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  • LATEST POSTS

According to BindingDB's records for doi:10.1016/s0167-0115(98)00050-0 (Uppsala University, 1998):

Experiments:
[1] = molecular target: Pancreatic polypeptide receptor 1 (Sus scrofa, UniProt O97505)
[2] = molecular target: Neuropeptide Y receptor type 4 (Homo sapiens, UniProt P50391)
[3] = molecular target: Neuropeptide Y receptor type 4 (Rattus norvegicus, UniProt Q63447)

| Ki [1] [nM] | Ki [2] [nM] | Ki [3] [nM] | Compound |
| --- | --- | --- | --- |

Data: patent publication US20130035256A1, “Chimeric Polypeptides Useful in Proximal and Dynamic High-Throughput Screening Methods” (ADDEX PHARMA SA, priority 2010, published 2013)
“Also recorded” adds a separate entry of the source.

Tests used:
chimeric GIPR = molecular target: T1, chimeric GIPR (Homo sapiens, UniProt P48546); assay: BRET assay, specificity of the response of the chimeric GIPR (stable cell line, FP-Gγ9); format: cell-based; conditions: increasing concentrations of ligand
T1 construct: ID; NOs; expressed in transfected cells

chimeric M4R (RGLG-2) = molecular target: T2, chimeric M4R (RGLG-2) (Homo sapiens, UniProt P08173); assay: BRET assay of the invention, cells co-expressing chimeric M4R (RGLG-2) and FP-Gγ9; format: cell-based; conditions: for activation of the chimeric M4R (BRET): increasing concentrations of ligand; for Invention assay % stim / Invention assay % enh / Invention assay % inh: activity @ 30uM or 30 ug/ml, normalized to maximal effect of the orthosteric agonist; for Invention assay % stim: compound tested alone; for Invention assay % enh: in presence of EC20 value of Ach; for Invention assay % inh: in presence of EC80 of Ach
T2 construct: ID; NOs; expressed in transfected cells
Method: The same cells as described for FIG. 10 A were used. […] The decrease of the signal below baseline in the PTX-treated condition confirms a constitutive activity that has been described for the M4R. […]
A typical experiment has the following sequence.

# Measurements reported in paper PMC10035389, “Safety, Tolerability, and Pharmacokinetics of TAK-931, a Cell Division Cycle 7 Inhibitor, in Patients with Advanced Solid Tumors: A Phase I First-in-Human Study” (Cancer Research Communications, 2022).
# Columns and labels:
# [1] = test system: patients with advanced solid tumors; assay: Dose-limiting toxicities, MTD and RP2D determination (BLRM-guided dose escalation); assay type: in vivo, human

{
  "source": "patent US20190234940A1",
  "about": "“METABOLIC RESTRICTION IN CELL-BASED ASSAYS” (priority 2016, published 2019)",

• I guess I'll carp about a couple other things as well: One is that the lack of specificity of things like "show evidence" leads to people being willing to sign off on requirements like that, without the scout actually doing what the requirement intends.  I can "show evidence" of 10 different kinds of native plants with a handful of soil and leaf-litter from the forest floor.  I can actually do what the requirement intends, and explain something about why the evidence supports there being at least 10 different kinds of native plants represented too, but the typical scout or adult signing off, isn't going to ask me to demonstrate that I actually have some knowledge of the topic, they're just going to say "yup, that's evidence" and sign my book.  We can't "require more than the requirements", but we can darned well require that they actually can convince us that they've met the requirements. Second, neither you, nor your senior scouts need to be able to do the requirements, for your scouts to satisfactorily complete the requirement.  Part of the meta-requirement inherent in the requirement, is that they learn the material necessary to complete it.  That doesn't mean that you need to teach it to them.  In fact, it's almost certainly better if you don't.  It's also almost certainly better if your senior scouts don't.  What your senior scouts should be teaching them, is "this is how you go learn the material", not the material itself.   If you, or your senior scouts teach them the material, you deprive your scouts of the opportunity to learn how to learn.   Teach them how to learn, and then let them come back and convince you that they learned.  You'll know it when they've learned enough to complete the requirement, whether you can do it yourself or not.